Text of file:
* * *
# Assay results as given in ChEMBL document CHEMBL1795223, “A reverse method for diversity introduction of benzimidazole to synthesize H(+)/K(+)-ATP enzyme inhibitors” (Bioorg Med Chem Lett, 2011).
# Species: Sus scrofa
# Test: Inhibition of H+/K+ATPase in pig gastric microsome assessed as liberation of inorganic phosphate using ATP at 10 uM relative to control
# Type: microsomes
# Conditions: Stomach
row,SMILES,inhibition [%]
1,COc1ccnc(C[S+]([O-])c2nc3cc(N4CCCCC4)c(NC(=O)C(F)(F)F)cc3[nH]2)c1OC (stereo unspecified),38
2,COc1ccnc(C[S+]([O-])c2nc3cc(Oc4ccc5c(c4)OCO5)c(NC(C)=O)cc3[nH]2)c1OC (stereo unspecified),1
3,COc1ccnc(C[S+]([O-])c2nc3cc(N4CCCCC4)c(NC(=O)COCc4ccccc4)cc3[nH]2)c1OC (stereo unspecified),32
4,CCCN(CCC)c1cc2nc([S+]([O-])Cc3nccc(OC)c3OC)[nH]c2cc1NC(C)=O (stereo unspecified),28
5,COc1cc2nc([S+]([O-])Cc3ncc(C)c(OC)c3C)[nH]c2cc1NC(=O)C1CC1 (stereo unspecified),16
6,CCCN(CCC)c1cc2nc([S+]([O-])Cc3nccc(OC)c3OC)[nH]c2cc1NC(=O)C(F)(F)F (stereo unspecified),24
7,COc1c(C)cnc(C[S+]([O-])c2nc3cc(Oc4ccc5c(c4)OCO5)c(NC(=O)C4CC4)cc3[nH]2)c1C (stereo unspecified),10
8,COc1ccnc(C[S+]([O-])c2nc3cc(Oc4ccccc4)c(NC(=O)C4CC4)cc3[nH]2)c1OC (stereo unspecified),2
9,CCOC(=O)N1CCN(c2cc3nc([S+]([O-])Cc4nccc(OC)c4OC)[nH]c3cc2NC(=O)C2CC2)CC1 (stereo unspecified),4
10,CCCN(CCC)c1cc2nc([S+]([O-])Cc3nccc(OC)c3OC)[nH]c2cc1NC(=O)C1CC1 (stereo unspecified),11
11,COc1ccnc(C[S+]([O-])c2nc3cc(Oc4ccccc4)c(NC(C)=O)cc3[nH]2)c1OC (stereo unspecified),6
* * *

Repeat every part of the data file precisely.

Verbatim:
# Assay results as given in ChEMBL document CHEMBL1795223, “A reverse method for diversity introduction of benzimidazole to synthesize H(+)/K(+)-ATP enzyme inhibitors” (Bioorg Med Chem Lett, 2011).
# Species: Sus scrofa
# Test: Inhibition of H+/K+ATPase in pig gastric microsome assessed as liberation of inorganic phosphate using ATP at 10 uM relative to control
# Type: microsomes
# Conditions: Stomach
row,SMILES,inhibition [%]
1,COc1ccnc(C[S+]([O-])c2nc3cc(N4CCCCC4)c(NC(=O)C(F)(F)F)cc3[nH]2)c1OC (stereo unspecified),38
2,COc1ccnc(C[S+]([O-])c2nc3cc(Oc4ccc5c(c4)OCO5)c(NC(C)=O)cc3[nH]2)c1OC (stereo unspecified),1
3,COc1ccnc(C[S+]([O-])c2nc3cc(N4CCCCC4)c(NC(=O)COCc4ccccc4)cc3[nH]2)c1OC (stereo unspecified),32
4,CCCN(CCC)c1cc2nc([S+]([O-])Cc3nccc(OC)c3OC)[nH]c2cc1NC(C)=O (stereo unspecified),28
5,COc1cc2nc([S+]([O-])Cc3ncc(C)c(OC)c3C)[nH]c2cc1NC(=O)C1CC1 (stereo unspecified),16
6,CCCN(CCC)c1cc2nc([S+]([O-])Cc3nccc(OC)c3OC)[nH]c2cc1NC(=O)C(F)(F)F (stereo unspecified),24
7,COc1c(C)cnc(C[S+]([O-])c2nc3cc(Oc4ccc5c(c4)OCO5)c(NC(=O)C4CC4)cc3[nH]2)c1C (stereo unspecified),10
8,COc1ccnc(C[S+]([O-])c2nc3cc(Oc4ccccc4)c(NC(=O)C4CC4)cc3[nH]2)c1OC (stereo unspecified),2
9,CCOC(=O)N1CCN(c2cc3nc([S+]([O-])Cc4nccc(OC)c4OC)[nH]c3cc2NC(=O)C2CC2)CC1 (stereo unspecified),4
10,CCCN(CCC)c1cc2nc([S+]([O-])Cc3nccc(OC)c3OC)[nH]c2cc1NC(=O)C1CC1 (stereo unspecified),11
11,COc1ccnc(C[S+]([O-])c2nc3cc(Oc4ccccc4)c(NC(C)=O)cc3[nH]2)c1OC (stereo unspecified),6